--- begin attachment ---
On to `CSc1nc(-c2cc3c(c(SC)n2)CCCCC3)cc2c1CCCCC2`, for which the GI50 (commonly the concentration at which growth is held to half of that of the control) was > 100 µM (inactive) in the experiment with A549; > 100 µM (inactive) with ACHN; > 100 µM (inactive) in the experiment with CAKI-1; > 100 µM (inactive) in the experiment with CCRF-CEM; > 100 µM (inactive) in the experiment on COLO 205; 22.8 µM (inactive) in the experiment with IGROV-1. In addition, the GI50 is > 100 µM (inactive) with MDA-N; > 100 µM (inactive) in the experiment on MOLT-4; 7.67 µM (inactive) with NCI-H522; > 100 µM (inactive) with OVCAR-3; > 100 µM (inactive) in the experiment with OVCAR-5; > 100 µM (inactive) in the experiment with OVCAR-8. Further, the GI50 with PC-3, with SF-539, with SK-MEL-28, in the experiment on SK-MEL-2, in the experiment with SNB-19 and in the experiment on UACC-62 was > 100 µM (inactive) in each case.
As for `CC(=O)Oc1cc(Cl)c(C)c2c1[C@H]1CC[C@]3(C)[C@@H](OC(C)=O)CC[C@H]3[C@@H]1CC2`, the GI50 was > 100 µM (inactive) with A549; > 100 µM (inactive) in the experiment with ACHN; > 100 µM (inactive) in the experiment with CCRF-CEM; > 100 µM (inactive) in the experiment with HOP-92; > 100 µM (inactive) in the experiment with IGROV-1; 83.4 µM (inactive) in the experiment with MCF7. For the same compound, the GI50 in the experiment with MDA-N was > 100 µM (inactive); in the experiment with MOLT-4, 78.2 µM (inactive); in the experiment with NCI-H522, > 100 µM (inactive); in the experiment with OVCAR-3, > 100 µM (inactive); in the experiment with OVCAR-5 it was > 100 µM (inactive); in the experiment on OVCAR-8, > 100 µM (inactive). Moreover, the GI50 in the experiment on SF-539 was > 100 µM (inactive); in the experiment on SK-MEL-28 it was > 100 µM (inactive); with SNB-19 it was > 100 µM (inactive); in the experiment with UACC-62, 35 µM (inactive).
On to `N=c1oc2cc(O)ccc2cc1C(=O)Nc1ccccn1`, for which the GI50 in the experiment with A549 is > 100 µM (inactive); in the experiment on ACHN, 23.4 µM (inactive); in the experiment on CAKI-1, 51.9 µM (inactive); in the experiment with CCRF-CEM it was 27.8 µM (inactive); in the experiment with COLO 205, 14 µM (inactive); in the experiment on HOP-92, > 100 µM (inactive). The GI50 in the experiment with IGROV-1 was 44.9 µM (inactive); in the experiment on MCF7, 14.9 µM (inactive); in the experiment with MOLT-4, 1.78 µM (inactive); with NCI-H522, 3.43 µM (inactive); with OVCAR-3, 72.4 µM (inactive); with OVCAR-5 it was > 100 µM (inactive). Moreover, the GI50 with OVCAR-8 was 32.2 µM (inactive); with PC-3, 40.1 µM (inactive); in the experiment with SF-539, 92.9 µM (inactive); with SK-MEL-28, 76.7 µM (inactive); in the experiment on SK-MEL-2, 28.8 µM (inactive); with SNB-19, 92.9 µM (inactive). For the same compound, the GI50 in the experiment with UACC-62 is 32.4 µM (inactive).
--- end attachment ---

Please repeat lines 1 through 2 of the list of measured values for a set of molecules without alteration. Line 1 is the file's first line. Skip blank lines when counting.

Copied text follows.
On to `CSc1nc(-c2cc3c(c(SC)n2)CCCCC3)cc2c1CCCCC2`, for which the GI50 (commonly the concentration at which growth is held to half of that of the control) was > 100 µM (inactive) in the experiment with A549; > 100 µM (inactive) with ACHN; > 100 µM (inactive) in the experiment with CAKI-1; > 100 µM (inactive) in the experiment with CCRF-CEM; > 100 µM (inactive) in the experiment on COLO 205; 22.8 µM (inactive) in the experiment with IGROV-1. In addition, the GI50 is > 100 µM (inactive) with MDA-N; > 100 µM (inactive) in the experiment on MOLT-4; 7.67 µM (inactive) with NCI-H522; > 100 µM (inactive) with OVCAR-3; > 100 µM (inactive) in the experiment with OVCAR-5; > 100 µM (inactive) in the experiment with OVCAR-8. Further, the GI50 with PC-3, with SF-539, with SK-MEL-28, in the experiment on SK-MEL-2, in the experiment with SNB-19 and in the experiment on UACC-62 was > 100 µM (inactive) in each case.
As for `CC(=O)Oc1cc(Cl)c(C)c2c1[C@H]1CC[C@]3(C)[C@@H](OC(C)=O)CC[C@H]3[C@@H]1CC2`, the GI50 was > 100 µM (inactive) with A549; > 100 µM (inactive) in the experiment with ACHN; > 100 µM (inactive) in the experiment with CCRF-CEM; > 100 µM (inactive) in the experiment with HOP-92; > 100 µM (inactive) in the experiment with IGROV-1; 83.4 µM (inactive) in the experiment with MCF7. For the same compound, the GI50 in the experiment with MDA-N was > 100 µM (inactive); in the experiment with MOLT-4, 78.2 µM (inactive); in the experiment with NCI-H522, > 100 µM (inactive); in the experiment with OVCAR-3, > 100 µM (inactive); in the experiment with OVCAR-5 it was > 100 µM (inactive); in the experiment on OVCAR-8, > 100 µM (inactive). Moreover, the GI50 in the experiment on SF-539 was > 100 µM (inactive); in the experiment on SK-MEL-28 it was > 100 µM (inactive); with SNB-19 it was > 100 µM (inactive); in the experiment with UACC-62, 35 µM (inactive).